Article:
Journal Article, International Security, issue 3, volume 32
By Evelyn Goh
The end of the Cold War left the stability of Southeast Asia in question, with many assuming that China would dominate the region after the United States withdrew and that other countries would engage in conflict. Instead, Southeast Asian states shaped the new regional order by encouraging the omni-enmeshment of major powers through multilateral institutions and indirectly balancing against China. The resulting stability, though promising, remains questionable because of uncertainty regarding U.S. commitment and Chinese intentions in this part of the world, as well as the involvement of other regional powers. The United States must widely engage Southeast Asia to maintain a favorable regional order.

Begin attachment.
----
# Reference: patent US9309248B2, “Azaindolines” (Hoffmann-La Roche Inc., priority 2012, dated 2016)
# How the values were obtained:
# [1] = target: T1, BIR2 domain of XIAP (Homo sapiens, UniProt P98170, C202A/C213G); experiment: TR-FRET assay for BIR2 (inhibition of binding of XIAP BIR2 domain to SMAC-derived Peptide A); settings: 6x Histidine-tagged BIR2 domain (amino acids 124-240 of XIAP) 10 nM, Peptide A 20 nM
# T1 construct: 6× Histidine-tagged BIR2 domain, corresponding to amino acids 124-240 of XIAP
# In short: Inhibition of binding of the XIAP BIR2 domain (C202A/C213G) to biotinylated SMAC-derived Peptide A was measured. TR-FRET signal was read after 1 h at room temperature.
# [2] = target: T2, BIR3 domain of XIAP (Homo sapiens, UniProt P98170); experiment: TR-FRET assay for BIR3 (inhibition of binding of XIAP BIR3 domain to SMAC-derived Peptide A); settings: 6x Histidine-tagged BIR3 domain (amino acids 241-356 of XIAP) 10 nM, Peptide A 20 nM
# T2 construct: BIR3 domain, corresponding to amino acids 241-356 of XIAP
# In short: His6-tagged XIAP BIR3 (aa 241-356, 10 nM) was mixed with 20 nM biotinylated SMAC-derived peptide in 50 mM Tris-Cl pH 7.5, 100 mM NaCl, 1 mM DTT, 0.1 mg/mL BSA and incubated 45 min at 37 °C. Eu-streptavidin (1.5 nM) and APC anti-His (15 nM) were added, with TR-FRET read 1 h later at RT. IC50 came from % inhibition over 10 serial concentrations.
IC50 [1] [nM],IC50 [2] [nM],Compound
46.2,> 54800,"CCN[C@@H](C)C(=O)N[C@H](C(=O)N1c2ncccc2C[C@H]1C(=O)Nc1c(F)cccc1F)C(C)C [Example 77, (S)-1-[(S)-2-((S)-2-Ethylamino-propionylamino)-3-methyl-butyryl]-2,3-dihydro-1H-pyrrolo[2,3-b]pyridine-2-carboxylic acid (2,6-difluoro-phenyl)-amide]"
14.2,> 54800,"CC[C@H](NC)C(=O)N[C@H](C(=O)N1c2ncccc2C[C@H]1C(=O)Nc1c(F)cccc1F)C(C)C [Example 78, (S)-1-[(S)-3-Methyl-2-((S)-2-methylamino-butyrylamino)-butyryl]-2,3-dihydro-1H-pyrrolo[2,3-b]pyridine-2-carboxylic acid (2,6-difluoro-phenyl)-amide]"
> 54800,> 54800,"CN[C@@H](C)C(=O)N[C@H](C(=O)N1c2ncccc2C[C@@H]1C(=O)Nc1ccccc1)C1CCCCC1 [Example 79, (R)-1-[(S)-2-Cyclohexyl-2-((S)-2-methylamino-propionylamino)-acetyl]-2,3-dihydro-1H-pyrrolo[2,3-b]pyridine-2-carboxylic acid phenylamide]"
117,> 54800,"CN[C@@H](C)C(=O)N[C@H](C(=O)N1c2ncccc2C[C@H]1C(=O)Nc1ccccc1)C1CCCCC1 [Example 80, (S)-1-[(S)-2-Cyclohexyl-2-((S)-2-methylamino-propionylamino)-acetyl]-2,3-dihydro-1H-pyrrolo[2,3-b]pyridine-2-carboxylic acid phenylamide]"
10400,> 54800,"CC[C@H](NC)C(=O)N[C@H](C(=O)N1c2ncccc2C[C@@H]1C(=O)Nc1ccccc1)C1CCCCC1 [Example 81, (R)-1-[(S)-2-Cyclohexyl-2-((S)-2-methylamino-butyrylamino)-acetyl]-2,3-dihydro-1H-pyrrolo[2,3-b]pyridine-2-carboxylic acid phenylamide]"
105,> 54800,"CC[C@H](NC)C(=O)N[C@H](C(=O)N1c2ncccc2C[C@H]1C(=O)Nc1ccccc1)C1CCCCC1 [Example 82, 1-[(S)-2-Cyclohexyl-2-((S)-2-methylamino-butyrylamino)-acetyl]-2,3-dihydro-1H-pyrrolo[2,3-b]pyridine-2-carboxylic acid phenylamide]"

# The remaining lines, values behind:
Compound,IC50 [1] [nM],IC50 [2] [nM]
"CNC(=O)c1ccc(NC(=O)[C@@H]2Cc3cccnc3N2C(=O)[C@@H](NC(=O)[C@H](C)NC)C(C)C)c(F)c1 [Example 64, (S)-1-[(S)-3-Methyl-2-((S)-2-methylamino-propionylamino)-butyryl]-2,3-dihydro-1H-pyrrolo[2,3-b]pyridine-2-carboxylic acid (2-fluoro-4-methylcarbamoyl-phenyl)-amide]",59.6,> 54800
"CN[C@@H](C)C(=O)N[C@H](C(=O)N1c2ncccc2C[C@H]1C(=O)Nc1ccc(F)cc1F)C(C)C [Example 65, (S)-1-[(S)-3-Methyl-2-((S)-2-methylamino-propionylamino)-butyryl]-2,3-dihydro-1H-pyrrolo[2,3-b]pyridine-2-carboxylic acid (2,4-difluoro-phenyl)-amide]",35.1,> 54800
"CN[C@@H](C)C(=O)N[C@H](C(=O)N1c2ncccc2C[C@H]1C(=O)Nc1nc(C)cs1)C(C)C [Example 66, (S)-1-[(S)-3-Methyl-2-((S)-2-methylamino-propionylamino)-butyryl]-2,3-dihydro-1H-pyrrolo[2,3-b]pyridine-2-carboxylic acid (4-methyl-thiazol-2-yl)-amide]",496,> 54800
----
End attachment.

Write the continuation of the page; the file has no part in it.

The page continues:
Since the 1990s, Asia-Pacific countries have changed their approaches to security cooperation and regional order. The end of the Cold War, the resurgence of China, the Asian economic crisis, and the events of September 11, 2001, have all contributed to important changes in the Asia-Pacific security architecture.